Why a Franchise Business Model is Essential for Selling a Franchise
A franchise is a means of distribution of products or services directly between a franchiser, who creates the brand name or trademark s product and a business establishment, which contracts with the franchiser to provide the goods or services. Franchises differ from franchises in that contracts are entered into between the franchisee and the franchiser rather than between the franchise and another third party. In a franchise agreement, a franchisee agrees to provide sales, marketing, distribution, or advertising services for a fixed term, and to pay a fixed franchise fee for a fixed duration. Franchise fees are paid on a regular basis, either yearly or semiannually, or based on the earnings of the franchisee. Franchise fees can also be based on the number of outlets or locations provided by the franchise. Some contracts may have a provision granting the franchisee the right to sue the franchiser if a breach occurs, in order to recover its franchise fee.
Franchises can be of various types, including those relating to manufacturing, selling food, medical supplies or educational services. The two most common types of franchises are those relating to manufacturing and selling, but some business establishments can be involved in any one or more of these areas. In a manufacturing franchise, the manufacturer leases or owns the commercial building where the business is operated. The manufacturer usually maintains a large factory or warehouse, where the bulk of the products produced is manufactured.
With a franchising arrangement, a manufacturer provides workers, tools, materials and other aspects of production, while the franchisee maintains the location where the products are sold. A franchisee obtains access to a brand or trademark, which the franchisees believe gives them the right to use the trade name, and to sell the products as part of their business. In return, the franchiser or his or her subsidiary distributes the appropriate advertising and marketing materials, and pays royalties or royalty payments to the franchisee. These payments help the franchisee maintain its reputation, attract new customers and keep the company’s name in front of others interested in purchasing the product.
Selling franchises is usually a much more complex process, because there are many more potential parties who could have an interest in purchasing the business. These include individual buyers (such as a business startup), multiple investors or groups of investors, businesses looking for ways to diversify into the franchise business, and multinational companies looking for a way to enter the rapidly growing franchise sector. In order to sell a franchise, the franchisor must build a substantial customer base. It must also be able to market the franchise in a credible and consistent manner. Once a buyer approaches the franchisor to purchase a franchise, the franchisor must decide whether or not to approve the sale.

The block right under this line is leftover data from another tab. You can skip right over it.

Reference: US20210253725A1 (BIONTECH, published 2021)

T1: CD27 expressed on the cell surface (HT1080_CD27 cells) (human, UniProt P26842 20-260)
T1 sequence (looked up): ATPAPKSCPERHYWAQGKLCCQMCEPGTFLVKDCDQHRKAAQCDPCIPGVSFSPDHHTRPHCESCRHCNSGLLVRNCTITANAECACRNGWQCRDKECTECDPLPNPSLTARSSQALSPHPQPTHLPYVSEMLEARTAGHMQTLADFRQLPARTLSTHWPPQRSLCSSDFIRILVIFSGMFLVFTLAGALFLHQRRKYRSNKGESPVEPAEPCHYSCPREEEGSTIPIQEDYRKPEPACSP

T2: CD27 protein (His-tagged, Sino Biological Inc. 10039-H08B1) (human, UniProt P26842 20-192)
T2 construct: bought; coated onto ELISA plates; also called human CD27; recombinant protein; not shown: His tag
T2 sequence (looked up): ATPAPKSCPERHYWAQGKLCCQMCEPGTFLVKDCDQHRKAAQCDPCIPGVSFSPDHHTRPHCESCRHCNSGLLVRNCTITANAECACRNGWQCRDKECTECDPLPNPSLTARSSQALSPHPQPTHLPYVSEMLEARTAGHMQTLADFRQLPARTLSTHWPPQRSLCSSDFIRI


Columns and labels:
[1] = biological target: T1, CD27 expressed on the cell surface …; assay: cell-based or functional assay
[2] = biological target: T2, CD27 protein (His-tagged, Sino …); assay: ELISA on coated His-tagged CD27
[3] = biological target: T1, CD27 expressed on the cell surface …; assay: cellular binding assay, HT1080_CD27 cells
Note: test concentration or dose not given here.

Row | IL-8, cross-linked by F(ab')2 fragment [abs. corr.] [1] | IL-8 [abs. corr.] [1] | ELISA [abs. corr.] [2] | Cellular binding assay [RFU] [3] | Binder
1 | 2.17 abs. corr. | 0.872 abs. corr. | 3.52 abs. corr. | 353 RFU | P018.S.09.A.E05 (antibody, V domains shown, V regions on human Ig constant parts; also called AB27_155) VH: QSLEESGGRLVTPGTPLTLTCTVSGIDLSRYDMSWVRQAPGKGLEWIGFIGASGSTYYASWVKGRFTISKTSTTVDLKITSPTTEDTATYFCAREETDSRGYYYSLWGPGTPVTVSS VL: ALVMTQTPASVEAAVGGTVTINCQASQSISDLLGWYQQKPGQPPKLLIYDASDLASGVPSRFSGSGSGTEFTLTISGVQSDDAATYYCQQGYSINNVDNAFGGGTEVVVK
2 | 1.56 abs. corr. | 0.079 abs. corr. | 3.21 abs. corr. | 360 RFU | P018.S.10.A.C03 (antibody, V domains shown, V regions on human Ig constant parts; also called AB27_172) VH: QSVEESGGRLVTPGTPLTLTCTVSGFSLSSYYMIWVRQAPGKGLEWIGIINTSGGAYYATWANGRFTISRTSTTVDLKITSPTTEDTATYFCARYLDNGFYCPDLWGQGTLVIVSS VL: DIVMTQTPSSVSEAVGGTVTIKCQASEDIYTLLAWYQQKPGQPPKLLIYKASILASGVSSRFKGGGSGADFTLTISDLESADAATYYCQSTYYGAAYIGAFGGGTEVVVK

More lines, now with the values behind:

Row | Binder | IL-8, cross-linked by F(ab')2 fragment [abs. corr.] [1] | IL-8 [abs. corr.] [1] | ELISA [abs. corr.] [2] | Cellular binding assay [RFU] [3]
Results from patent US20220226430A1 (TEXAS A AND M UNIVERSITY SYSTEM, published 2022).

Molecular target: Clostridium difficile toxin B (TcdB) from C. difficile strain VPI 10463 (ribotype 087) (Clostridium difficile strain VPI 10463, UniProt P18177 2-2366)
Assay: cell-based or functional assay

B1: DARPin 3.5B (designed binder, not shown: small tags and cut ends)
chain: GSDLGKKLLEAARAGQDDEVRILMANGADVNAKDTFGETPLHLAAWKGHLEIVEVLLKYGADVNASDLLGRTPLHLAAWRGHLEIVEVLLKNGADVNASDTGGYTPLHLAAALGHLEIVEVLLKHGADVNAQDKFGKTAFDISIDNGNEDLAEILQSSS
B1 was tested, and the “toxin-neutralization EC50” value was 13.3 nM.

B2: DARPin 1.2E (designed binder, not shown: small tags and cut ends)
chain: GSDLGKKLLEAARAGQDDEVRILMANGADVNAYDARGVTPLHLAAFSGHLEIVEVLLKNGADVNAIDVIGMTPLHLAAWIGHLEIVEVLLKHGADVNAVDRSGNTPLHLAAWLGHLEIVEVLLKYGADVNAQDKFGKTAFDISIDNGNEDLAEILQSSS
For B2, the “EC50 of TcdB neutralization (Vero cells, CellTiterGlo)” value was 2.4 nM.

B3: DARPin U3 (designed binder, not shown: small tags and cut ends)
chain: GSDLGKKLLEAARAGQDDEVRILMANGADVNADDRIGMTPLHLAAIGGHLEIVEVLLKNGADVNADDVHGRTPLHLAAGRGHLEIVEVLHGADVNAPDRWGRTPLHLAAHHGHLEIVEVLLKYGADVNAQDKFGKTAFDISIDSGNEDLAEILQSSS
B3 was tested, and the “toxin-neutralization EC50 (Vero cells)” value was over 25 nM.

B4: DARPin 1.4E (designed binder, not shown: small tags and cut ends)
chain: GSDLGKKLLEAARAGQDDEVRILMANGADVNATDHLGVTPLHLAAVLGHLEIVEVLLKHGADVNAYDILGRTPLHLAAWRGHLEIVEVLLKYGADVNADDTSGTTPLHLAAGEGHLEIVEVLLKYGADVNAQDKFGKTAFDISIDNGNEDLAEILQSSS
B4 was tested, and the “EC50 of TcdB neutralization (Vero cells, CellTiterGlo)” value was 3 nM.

Approval can take a number of forms. If it is done through a standard franchising broker, the franchisee must provide financial documents such as personal credit history reports and financial statements. The franchisor will also review operational and business success metrics provided by the franchisee. Lastly, the franchisor will evaluate the franchisee’s application, performance, and reputation. If the business is a good fit for the public, then the franchisee should receive a positive offer. The franchisor may also deny a franchise, however, if it determines that the business cannot generate a significant profit due to certain operating methods.
Many franchisees look forward to selling their franchise, because they know that they have a great opportunity to achieve financial freedom. However, before a franchisee sells a franchise, he/she should conduct quality research and determine the suitability of the proposed business model. It is important to thoroughly understand each franchise business model, because no two franchise models are the same. Therefore, it is necessary to conduct a number of franchise business model comparison studies. Doing so will ensure that you choose the franchise that will best meet your own personal and professional requirements, while providing you with the financial security you need.